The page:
The many diverse views on software testing are a testament to the field’s dynamic nature and its ongoing evolution, which, by and large, is beneficial. As software quality and testing remain open to innovation and development, it’s essential to explore a variety of techniques and perspectives. However, it’s equally crucial to be wary of ‘cultish’ tendencies that may emerge within certain groups. These can potentially be harmful to the individual practitioners and the discipline itself.
Staunch Adherence to Principles and Practices
When assessing various software testing methodologies, it’s prudent to be cautious if the approach demands unquestioning obedience to a rigid set of principles and practices. As a field in constant flux, software testing should be open to revisions and challenges. Moreover, because the software industry is evolving at an unprecedented pace, older methodologies may not hold the same relevance today. This doesn’t automatically discredit older methodologies; however, it’s important not to latch onto a single approach without considering others.
Unquestioning Respect for Founders or Leaders
Another potential pitfall is the blind reverence for the founders or leaders of a particular methodology. Great ideas should be valued for their inherent worth, not necessarily because of the individuals behind them. It’s unlikely that one or two people have all the answers while everyone else is in the dark. Remain discerning and open to other perspectives.
Overuse and Creation of Specific Terminology
While professional methodologies often have domain-specific terminology, beware of those that develop insular vocabularies or redefine common terms. This can create unnecessary confusion within the industry and make it difficult for new testers to communicate their ideas effectively.
Insularity or Exclusivity
A software testing community that intentionally separates itself from others in the field, or dismisses other methodologies, might be showing signs of cultish behavior. Healthy intellectual discourse should involve openness and engagement with different communities.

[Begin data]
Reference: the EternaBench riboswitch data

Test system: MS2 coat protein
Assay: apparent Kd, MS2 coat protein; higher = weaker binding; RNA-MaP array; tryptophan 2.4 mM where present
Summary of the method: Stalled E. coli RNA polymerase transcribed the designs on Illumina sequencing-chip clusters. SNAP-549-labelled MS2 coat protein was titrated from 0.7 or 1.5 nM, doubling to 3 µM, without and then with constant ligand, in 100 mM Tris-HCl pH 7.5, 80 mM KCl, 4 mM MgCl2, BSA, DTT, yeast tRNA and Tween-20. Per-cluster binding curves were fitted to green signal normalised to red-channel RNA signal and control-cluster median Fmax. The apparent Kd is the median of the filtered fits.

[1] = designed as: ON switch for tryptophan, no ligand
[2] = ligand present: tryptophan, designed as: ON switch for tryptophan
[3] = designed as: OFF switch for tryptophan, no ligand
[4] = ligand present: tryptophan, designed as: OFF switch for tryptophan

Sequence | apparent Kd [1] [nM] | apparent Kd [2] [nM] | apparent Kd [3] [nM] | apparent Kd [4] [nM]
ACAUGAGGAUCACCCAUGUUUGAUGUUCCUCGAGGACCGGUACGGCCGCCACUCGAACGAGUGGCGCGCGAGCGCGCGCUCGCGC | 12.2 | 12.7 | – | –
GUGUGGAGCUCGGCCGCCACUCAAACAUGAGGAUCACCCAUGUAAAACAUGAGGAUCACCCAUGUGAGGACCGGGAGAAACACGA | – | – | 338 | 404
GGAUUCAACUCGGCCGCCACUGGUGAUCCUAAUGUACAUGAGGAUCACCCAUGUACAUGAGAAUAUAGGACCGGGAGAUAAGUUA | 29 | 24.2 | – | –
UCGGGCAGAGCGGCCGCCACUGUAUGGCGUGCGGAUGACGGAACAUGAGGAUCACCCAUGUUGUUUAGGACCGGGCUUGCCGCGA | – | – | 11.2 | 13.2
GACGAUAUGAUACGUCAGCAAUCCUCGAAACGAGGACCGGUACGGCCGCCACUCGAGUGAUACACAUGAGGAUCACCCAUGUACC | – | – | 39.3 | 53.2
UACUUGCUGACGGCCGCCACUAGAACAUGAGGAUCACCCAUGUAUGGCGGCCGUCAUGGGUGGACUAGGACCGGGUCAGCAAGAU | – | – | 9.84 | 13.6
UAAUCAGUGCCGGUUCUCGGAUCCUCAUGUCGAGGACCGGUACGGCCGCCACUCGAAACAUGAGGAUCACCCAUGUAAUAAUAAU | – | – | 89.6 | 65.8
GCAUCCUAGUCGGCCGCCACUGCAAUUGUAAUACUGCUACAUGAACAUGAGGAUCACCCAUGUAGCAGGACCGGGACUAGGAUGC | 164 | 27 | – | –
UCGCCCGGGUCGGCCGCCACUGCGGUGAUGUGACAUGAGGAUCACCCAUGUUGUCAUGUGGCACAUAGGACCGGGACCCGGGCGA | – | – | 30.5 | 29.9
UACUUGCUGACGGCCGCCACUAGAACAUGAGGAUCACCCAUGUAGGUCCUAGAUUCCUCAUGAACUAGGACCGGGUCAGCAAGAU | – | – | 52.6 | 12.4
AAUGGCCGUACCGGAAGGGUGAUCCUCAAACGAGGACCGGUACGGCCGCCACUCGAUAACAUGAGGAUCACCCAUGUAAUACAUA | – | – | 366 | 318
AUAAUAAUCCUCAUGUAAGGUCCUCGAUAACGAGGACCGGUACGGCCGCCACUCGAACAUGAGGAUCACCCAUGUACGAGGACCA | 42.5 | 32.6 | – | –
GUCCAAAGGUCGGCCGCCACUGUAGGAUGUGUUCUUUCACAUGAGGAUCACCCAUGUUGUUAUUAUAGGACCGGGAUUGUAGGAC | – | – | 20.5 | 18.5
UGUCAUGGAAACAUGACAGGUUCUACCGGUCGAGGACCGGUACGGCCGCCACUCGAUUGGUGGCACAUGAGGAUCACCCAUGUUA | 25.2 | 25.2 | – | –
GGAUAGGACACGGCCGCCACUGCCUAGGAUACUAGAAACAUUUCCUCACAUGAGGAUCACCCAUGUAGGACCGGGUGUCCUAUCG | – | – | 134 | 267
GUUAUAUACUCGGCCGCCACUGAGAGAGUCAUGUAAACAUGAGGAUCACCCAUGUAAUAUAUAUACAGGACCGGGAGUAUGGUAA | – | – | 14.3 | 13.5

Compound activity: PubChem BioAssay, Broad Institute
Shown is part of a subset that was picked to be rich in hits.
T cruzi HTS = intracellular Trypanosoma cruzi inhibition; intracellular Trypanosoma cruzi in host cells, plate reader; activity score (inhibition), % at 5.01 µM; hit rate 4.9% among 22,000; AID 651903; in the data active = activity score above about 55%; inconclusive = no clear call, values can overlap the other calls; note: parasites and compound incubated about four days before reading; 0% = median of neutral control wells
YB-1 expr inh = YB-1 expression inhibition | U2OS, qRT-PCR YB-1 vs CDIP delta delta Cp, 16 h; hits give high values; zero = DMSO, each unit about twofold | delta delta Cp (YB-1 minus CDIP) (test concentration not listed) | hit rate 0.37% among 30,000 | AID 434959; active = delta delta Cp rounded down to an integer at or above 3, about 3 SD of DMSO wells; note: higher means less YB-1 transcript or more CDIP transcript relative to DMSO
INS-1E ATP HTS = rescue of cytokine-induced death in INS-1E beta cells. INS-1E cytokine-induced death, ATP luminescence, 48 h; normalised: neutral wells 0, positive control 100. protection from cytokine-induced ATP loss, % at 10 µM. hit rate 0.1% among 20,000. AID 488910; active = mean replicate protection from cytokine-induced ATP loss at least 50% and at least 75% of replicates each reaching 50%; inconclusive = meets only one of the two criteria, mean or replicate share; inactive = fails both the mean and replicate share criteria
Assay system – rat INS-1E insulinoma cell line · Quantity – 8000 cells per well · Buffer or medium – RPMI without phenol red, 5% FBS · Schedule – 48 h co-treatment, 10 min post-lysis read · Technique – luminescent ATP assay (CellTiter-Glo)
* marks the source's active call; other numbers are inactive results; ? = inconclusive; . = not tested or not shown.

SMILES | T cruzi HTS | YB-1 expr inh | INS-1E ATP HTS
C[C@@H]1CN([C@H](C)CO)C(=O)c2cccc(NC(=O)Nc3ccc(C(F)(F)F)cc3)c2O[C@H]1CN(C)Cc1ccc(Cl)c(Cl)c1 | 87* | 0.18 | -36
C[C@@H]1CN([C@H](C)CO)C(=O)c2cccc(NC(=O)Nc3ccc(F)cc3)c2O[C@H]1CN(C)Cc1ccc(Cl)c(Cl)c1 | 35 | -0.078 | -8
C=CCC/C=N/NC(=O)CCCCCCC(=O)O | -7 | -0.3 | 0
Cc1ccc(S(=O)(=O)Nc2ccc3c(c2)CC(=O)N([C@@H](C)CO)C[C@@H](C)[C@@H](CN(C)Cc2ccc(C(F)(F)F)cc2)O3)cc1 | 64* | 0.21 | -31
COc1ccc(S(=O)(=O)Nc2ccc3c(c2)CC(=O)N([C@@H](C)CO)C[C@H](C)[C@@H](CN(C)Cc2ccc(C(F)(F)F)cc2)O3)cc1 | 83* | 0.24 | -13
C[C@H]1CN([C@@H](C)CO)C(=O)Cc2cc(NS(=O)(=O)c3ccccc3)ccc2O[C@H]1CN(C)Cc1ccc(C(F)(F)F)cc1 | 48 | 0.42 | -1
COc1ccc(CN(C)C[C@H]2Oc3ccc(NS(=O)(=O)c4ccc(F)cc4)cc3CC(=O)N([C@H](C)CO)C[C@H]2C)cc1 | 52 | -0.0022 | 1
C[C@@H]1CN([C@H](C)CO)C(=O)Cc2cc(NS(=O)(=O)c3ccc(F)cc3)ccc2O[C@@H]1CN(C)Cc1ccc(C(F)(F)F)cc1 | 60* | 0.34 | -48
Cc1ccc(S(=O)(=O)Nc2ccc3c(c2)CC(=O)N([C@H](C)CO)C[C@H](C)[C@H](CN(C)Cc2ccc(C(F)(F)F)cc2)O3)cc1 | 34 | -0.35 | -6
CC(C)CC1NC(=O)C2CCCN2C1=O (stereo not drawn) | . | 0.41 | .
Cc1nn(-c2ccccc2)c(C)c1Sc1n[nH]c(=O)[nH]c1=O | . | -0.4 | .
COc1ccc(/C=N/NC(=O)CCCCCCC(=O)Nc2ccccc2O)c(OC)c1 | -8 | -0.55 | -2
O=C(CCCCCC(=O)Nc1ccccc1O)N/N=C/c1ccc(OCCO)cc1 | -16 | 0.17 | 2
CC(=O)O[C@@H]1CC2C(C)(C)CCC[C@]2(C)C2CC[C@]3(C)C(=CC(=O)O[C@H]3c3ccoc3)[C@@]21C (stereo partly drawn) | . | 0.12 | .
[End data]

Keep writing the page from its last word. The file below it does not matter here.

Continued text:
Resistance to Criticism
If practitioners or leaders of a testing group show an overly defensive reaction to criticism, this might be cause for concern. A healthy scientific and philosophical debate should involve the assessment of criticism based on its merit, not an immediate rejection or denial.
Mislabeling as a Science or Philosophy
If a testing discipline positions itself as a ‘science’ or ‘philosophy,’ scrutinize it carefully. Genuine science involves rigorous, peer-reviewed research, while legitimate philosophy is clear, consistent, coherent, and open to refutation. Mislabeling could be an attempt to avoid direct comparison or scrutiny.
Motivations Behind the Methodology
Consider the primary motivations behind the group. Are they seeking the truth, furthering a business, seeking personal gain, or maintaining or gaining recognition? In the realm of software testing, these motivations can manifest in many ways, including through consulting contracts, training programs, proprietary testing tools, or simply the desire for notoriety.
Are you in a Cult of Testing?
No single factor conclusively determines a cult; however, the presence of several such elements increases the likelihood. If you find yourself in a testing ‘cult,’ it may be difficult to recognize, as you may dismiss these signs. Some people may choose to join such groups knowingly, but for the sake of software quality and personal career growth, it’s crucial to remain vigilant against such tendencies.
For additional insights, consider researching cult mind control. A great tester questions biases, both within themselves and others, while avoiding any tendencies towards cultish behavior.
— Jason Arbon